Education Funding

Athletic Budgets

By Vaishali Honawar — February 23, 2005 1 min read
  • Save to favorites
  • Print

Leaving no stone unturned in its effort to find money to improve schools, Arkansas asked districts to report how much they spent on athletics this past school year.

But the results of that first-ever effort, released in a report last month, were not as helpful as some had hoped.


Rep. Betty Pickett, a Democrat, sponsored the legislation, signed into law last year, that requires school districts to report annual spending on athletic activities.

“Arkansas just went through a court-ordered mandate to provide adequacy in our schools, and we are looking at new sources of funding,” Ms. Pickett said in an interview. “My bill was to determine exactly how much money was being spent on athletics.”

But the report, released Jan. 29 by the state education department, said that of the $2.7 billion spent from state and local funds during 2004, only $61 million—a little over 2 percent—went for sports.

Ms. Pickett attributed the low percentage to the fact that districts did not report expenses indirectly involved in athletic activities, such as the money paid for utilities and for facilities maintenance.

“At this particular point, the report is incomplete,” she said, adding she would next sit down with the education department to address reporting inconsistencies.

The lawmaker added that her original bill had sought a per-student cap on athletic spending, a provision that she could seek in the future.

Sports advocates said that the spending cap was not the mandate of the state supreme court order and warned against cutting money for athletics.

Lance Taylor, the deputy director of the Arkansas Activities Association, welcomed the figures in the education department report, but said it is unfair to require schools to report exactly how much they spend on athletics because the same facilities can be used for a variety of activities throughout the day. “It would be hard to say how much is spent on athletics, because they comprise just a small percentage of the activities,” Mr. Taylor said.

He added that the report refuted concerns that some school districts were spending nearly half their money on athletics, and he stressed the importance of not cutting funding for sports. “Children involved in extracurricular activities are less likely to drop out,” Mr. Taylor said.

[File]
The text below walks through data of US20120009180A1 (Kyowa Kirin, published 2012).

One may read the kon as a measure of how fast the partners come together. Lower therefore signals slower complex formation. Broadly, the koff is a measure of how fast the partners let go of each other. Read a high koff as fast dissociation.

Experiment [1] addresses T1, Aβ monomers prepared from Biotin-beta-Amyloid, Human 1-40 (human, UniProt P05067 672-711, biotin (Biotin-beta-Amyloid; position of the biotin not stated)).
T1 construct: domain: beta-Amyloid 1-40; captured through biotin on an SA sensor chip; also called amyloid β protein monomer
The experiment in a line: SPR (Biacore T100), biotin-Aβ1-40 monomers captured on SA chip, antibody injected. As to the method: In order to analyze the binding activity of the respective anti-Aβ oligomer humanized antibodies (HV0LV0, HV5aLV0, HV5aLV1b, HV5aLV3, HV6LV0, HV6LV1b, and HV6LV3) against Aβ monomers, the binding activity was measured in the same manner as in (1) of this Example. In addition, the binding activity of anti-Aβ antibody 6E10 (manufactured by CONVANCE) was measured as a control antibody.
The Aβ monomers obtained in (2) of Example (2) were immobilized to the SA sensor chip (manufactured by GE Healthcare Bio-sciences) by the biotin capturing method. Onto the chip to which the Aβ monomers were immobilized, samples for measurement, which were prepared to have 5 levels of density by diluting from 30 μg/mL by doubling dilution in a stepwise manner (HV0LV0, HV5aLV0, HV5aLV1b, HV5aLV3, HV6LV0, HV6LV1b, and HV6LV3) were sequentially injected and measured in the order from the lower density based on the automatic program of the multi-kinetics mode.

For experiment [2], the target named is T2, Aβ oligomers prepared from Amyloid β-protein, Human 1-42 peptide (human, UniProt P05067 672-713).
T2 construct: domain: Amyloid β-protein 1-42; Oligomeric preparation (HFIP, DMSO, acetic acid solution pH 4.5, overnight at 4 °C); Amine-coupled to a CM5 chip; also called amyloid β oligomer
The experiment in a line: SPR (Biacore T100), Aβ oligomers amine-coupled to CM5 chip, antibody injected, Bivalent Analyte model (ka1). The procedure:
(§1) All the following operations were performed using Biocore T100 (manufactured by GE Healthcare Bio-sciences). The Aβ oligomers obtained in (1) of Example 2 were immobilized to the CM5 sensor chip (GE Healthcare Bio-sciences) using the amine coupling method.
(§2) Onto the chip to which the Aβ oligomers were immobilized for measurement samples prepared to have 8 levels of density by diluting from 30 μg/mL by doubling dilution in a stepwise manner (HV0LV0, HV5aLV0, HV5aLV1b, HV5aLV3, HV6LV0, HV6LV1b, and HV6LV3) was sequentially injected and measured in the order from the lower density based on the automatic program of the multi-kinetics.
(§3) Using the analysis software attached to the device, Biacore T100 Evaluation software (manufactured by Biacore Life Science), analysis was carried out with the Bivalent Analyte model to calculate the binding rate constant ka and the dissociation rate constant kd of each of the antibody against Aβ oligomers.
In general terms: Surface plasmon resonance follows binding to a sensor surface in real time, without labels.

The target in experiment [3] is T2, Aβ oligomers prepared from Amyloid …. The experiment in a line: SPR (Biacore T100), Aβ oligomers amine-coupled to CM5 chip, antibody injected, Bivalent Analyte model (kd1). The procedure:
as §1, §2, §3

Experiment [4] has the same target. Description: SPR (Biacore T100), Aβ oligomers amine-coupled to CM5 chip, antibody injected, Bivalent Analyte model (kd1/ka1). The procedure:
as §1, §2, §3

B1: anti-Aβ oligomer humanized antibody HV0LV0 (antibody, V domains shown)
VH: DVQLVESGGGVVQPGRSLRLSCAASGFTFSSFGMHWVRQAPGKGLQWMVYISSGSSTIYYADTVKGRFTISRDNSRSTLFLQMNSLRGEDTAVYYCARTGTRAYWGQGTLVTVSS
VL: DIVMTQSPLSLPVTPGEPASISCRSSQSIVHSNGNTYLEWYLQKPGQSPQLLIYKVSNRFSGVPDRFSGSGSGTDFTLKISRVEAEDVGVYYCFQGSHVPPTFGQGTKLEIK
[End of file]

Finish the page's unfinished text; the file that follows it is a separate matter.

Related Tags:

A version of this article appeared in the February 23, 2005 edition of Education Week


Jobs Virtual Career Fair for Teachers and K-12 Staff
Find teaching jobs and other jobs in K-12 education at the EdWeek Top School Jobs virtual career fair.
This content is provided by our sponsor. It is not written by and does not necessarily reflect the views of Education Week's editorial staff.
Reading & Literacy Webinar
Science of Reading: Emphasis on Language Comprehension
Dive into language comprehension through a breakdown of the Science of Reading with an interactive demonstration.
Content provided by Be GLAD
English-Language Learners Webinar English Learners and the Science of Reading: What Works in the Classroom
ELs & emergent bilinguals deserve the best reading instruction! The Reading League & NCEL join forces on best practices. Learn more in our webinar with both organizations.

EdWeek Top School Jobs

Teacher Jobs
Search over ten thousand teaching jobs nationwide — elementary, middle, high school and more.
View Jobs
Principal Jobs
Find hundreds of jobs for principals, assistant principals, and other school leadership roles.
View Jobs
Administrator Jobs
Over a thousand district-level jobs: superintendents, directors, more.
View Jobs
Support Staff Jobs
Search thousands of jobs, from paraprofessionals to counselors and more.
View Jobs

Read Next

Education Funding A Court Ordered Billions for Education. Why Schools Might Not Get It Now
The North Carolina Supreme Court is considering arguments for overturning a statewide order for more school funding.
6 min read
A blue maze with a money bag at the end of the maze.
Education Funding Schools Want More Time to Spend COVID-19 Aid for Homeless Students
Senators want to give districts more time to spend COVID relief funds for students experiencing homelessness.
4 min read
New canvas school bags hanging on the backs of empty classroom student chairs in a large modern classroom
iStock/Getty Images
Education Funding ESSER Isn't the Only School Funding Relief That's Disappearing Soon
Federal relief aid, policies to prevent schools from losing enrollment-based funding, and support for vulnerable families are expiring soon.
10 min read
Vector illustration of a businessman's hand holding a slowly vanishing dollar sign.
Education Funding Schools Lost Ground on Funding in Recent Years. The Recovery Could Be Slow
School funding took a hit a few years ago. It might be some time before it recovers.
5 min read
Tight crop of a dollar bill puzzle missing one piece